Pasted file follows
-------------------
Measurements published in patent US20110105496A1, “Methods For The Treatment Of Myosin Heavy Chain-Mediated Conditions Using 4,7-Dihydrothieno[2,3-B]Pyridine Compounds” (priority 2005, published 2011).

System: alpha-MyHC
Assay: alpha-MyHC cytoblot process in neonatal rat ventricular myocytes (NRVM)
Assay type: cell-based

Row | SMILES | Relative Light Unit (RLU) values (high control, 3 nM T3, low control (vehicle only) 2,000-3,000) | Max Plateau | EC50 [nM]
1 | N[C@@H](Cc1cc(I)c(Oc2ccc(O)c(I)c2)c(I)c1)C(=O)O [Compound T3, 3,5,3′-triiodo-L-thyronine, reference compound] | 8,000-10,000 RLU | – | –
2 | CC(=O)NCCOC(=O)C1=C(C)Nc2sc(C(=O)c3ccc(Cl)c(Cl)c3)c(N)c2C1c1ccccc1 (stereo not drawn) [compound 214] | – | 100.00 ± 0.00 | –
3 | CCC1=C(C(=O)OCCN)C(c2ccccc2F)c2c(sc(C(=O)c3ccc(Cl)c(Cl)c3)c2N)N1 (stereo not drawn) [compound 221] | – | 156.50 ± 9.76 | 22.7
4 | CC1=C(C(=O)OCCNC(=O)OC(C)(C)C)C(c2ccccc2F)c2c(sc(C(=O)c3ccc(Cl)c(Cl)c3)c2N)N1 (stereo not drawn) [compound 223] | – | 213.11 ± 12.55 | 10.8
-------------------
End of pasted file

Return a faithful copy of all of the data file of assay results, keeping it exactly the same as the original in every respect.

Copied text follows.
Measurements published in patent US20110105496A1, “Methods For The Treatment Of Myosin Heavy Chain-Mediated Conditions Using 4,7-Dihydrothieno[2,3-B]Pyridine Compounds” (priority 2005, published 2011).

System: alpha-MyHC
Assay: alpha-MyHC cytoblot process in neonatal rat ventricular myocytes (NRVM)
Assay type: cell-based

Row | SMILES | Relative Light Unit (RLU) values (high control, 3 nM T3, low control (vehicle only) 2,000-3,000) | Max Plateau | EC50 [nM]
1 | N[C@@H](Cc1cc(I)c(Oc2ccc(O)c(I)c2)c(I)c1)C(=O)O [Compound T3, 3,5,3′-triiodo-L-thyronine, reference compound] | 8,000-10,000 RLU | – | –
2 | CC(=O)NCCOC(=O)C1=C(C)Nc2sc(C(=O)c3ccc(Cl)c(Cl)c3)c(N)c2C1c1ccccc1 (stereo not drawn) [compound 214] | – | 100.00 ± 0.00 | –
3 | CCC1=C(C(=O)OCCN)C(c2ccccc2F)c2c(sc(C(=O)c3ccc(Cl)c(Cl)c3)c2N)N1 (stereo not drawn) [compound 221] | – | 156.50 ± 9.76 | 22.7
4 | CC1=C(C(=O)OCCNC(=O)OC(C)(C)C)C(c2ccccc2F)c2c(sc(C(=O)c3ccc(Cl)c(Cl)c3)c2N)N1 (stereo not drawn) [compound 223] | – | 213.11 ± 12.55 | 10.8